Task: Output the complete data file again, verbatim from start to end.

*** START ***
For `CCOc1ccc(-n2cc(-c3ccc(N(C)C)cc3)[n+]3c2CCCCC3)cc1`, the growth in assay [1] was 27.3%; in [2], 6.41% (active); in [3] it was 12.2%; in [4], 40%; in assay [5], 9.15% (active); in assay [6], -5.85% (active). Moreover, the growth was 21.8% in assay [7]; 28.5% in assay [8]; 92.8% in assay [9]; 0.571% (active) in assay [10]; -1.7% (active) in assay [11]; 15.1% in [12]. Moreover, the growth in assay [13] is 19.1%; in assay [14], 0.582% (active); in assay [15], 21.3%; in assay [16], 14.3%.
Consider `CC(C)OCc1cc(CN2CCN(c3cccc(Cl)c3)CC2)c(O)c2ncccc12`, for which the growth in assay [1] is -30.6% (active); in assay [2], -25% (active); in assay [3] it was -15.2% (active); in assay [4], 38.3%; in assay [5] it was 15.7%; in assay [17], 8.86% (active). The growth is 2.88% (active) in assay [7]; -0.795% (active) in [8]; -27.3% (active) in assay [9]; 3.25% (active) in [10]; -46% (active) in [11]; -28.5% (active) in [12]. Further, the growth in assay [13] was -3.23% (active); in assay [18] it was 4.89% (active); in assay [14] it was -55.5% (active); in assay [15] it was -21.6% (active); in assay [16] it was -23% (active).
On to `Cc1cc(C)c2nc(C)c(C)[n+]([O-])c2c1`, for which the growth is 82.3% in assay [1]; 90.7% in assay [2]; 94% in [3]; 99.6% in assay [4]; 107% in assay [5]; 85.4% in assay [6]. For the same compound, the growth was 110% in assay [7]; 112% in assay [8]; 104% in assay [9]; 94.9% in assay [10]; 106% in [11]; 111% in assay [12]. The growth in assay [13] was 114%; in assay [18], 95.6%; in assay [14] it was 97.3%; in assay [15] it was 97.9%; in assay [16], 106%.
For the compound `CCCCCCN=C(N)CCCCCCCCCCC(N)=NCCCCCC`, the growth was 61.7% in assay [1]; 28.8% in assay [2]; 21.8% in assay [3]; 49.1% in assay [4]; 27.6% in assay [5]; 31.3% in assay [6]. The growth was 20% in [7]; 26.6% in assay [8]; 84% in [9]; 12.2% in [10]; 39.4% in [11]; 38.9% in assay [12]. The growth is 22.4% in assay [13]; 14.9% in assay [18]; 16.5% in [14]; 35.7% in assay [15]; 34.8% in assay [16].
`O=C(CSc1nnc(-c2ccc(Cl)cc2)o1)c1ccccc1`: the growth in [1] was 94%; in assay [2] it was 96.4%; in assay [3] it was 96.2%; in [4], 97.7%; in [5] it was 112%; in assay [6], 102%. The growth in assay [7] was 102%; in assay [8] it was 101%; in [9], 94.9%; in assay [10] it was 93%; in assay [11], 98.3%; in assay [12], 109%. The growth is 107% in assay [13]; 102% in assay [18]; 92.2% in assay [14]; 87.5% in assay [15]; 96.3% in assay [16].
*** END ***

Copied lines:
For `CCOc1ccc(-n2cc(-c3ccc(N(C)C)cc3)[n+]3c2CCCCC3)cc1`, the growth in assay [1] was 27.3%; in [2], 6.41% (active); in [3] it was 12.2%; in [4], 40%; in assay [5], 9.15% (active); in assay [6], -5.85% (active). Moreover, the growth was 21.8% in assay [7]; 28.5% in assay [8]; 92.8% in assay [9]; 0.571% (active) in assay [10]; -1.7% (active) in assay [11]; 15.1% in [12]. Moreover, the growth in assay [13] is 19.1%; in assay [14], 0.582% (active); in assay [15], 21.3%; in assay [16], 14.3%.
Consider `CC(C)OCc1cc(CN2CCN(c3cccc(Cl)c3)CC2)c(O)c2ncccc12`, for which the growth in assay [1] is -30.6% (active); in assay [2], -25% (active); in assay [3] it was -15.2% (active); in assay [4], 38.3%; in assay [5] it was 15.7%; in assay [17], 8.86% (active). The growth is 2.88% (active) in assay [7]; -0.795% (active) in [8]; -27.3% (active) in assay [9]; 3.25% (active) in [10]; -46% (active) in [11]; -28.5% (active) in [12]. Further, the growth in assay [13] was -3.23% (active); in assay [18] it was 4.89% (active); in assay [14] it was -55.5% (active); in assay [15] it was -21.6% (active); in assay [16] it was -23% (active).
On to `Cc1cc(C)c2nc(C)c(C)[n+]([O-])c2c1`, for which the growth is 82.3% in assay [1]; 90.7% in assay [2]; 94% in [3]; 99.6% in assay [4]; 107% in assay [5]; 85.4% in assay [6]. For the same compound, the growth was 110% in assay [7]; 112% in assay [8]; 104% in assay [9]; 94.9% in assay [10]; 106% in [11]; 111% in assay [12]. The growth in assay [13] was 114%; in assay [18], 95.6%; in assay [14] it was 97.3%; in assay [15] it was 97.9%; in assay [16], 106%.
For the compound `CCCCCCN=C(N)CCCCCCCCCCC(N)=NCCCCCC`, the growth was 61.7% in assay [1]; 28.8% in assay [2]; 21.8% in assay [3]; 49.1% in assay [4]; 27.6% in assay [5]; 31.3% in assay [6]. The growth was 20% in [7]; 26.6% in assay [8]; 84% in [9]; 12.2% in [10]; 39.4% in [11]; 38.9% in assay [12]. The growth is 22.4% in assay [13]; 14.9% in assay [18]; 16.5% in [14]; 35.7% in assay [15]; 34.8% in assay [16].
`O=C(CSc1nnc(-c2ccc(Cl)cc2)o1)c1ccccc1`: the growth in [1] was 94%; in assay [2] it was 96.4%; in assay [3] it was 96.2%; in [4], 97.7%; in [5] it was 112%; in assay [6], 102%. The growth in assay [7] was 102%; in assay [8] it was 101%; in [9], 94.9%; in assay [10] it was 93%; in assay [11], 98.3%; in assay [12], 109%. The growth is 107% in assay [13]; 102% in assay [18]; 92.2% in assay [14]; 87.5% in assay [15]; 96.3% in assay [16].